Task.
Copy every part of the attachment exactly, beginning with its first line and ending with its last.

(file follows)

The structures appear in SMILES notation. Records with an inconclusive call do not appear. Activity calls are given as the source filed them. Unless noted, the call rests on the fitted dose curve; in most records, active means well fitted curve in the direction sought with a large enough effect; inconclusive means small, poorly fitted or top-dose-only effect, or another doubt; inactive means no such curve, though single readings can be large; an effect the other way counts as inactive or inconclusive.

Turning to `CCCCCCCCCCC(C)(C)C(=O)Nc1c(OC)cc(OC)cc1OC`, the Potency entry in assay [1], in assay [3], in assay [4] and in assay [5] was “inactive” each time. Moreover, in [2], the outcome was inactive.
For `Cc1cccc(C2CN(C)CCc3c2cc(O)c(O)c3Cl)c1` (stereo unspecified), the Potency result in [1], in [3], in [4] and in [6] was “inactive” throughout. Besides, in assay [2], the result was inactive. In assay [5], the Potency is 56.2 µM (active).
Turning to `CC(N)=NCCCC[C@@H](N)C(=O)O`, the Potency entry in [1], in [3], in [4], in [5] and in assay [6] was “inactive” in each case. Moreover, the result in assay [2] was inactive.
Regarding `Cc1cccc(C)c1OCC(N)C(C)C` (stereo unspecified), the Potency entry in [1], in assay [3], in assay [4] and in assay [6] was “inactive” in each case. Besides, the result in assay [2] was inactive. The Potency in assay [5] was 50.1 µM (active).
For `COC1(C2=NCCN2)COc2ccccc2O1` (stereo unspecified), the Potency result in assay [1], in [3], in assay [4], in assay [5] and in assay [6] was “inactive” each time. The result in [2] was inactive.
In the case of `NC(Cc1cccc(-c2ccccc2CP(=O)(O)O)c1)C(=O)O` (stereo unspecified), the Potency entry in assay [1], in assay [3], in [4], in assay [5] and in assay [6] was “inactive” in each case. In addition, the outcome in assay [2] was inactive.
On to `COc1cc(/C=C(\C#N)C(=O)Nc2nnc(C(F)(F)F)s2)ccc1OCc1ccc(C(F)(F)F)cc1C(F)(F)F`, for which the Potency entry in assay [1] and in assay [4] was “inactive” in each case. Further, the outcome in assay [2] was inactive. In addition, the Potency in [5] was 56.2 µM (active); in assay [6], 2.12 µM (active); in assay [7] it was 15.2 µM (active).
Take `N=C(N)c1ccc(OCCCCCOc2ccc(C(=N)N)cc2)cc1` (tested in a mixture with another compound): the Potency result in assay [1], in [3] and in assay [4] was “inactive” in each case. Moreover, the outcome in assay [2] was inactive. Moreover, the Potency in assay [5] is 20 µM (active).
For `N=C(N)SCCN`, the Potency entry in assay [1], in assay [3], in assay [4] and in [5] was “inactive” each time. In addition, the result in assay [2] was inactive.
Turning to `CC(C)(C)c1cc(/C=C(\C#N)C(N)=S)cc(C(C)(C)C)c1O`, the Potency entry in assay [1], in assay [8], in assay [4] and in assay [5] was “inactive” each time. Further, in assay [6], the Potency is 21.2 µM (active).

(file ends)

The structures appear in SMILES notation. Records with an inconclusive call do not appear. Activity calls are given as the source filed them. Unless noted, the call rests on the fitted dose curve; in most records, active means well fitted curve in the direction sought with a large enough effect; inconclusive means small, poorly fitted or top-dose-only effect, or another doubt; inactive means no such curve, though single readings can be large; an effect the other way counts as inactive or inconclusive.

Turning to `CCCCCCCCCCC(C)(C)C(=O)Nc1c(OC)cc(OC)cc1OC`, the Potency entry in assay [1], in assay [3], in assay [4] and in assay [5] was “inactive” each time. Moreover, in [2], the outcome was inactive.
For `Cc1cccc(C2CN(C)CCc3c2cc(O)c(O)c3Cl)c1` (stereo unspecified), the Potency result in [1], in [3], in [4] and in [6] was “inactive” throughout. Besides, in assay [2], the result was inactive. In assay [5], the Potency is 56.2 µM (active).
Turning to `CC(N)=NCCCC[C@@H](N)C(=O)O`, the Potency entry in [1], in [3], in [4], in [5] and in assay [6] was “inactive” in each case. Moreover, the result in assay [2] was inactive.
Regarding `Cc1cccc(C)c1OCC(N)C(C)C` (stereo unspecified), the Potency entry in [1], in assay [3], in assay [4] and in assay [6] was “inactive” in each case. Besides, the result in assay [2] was inactive. The Potency in assay [5] was 50.1 µM (active).
For `COC1(C2=NCCN2)COc2ccccc2O1` (stereo unspecified), the Potency result in assay [1], in [3], in assay [4], in assay [5] and in assay [6] was “inactive” each time. The result in [2] was inactive.
In the case of `NC(Cc1cccc(-c2ccccc2CP(=O)(O)O)c1)C(=O)O` (stereo unspecified), the Potency entry in assay [1], in assay [3], in [4], in assay [5] and in assay [6] was “inactive” in each case. In addition, the outcome in assay [2] was inactive.
On to `COc1cc(/C=C(\C#N)C(=O)Nc2nnc(C(F)(F)F)s2)ccc1OCc1ccc(C(F)(F)F)cc1C(F)(F)F`, for which the Potency entry in assay [1] and in assay [4] was “inactive” in each case. Further, the outcome in assay [2] was inactive. In addition, the Potency in [5] was 56.2 µM (active); in assay [6], 2.12 µM (active); in assay [7] it was 15.2 µM (active).
Take `N=C(N)c1ccc(OCCCCCOc2ccc(C(=N)N)cc2)cc1` (tested in a mixture with another compound): the Potency result in assay [1], in [3] and in assay [4] was “inactive” in each case. Moreover, the outcome in assay [2] was inactive. Moreover, the Potency in assay [5] is 20 µM (active).
For `N=C(N)SCCN`, the Potency entry in assay [1], in assay [3], in assay [4] and in [5] was “inactive” each time. In addition, the result in assay [2] was inactive.
Turning to `CC(C)(C)c1cc(/C=C(\C#N)C(N)=S)cc(C(C)(C)C)c1O`, the Potency entry in assay [1], in assay [8], in assay [4] and in assay [5] was “inactive” each time. Further, in assay [6], the Potency is 21.2 µM (active).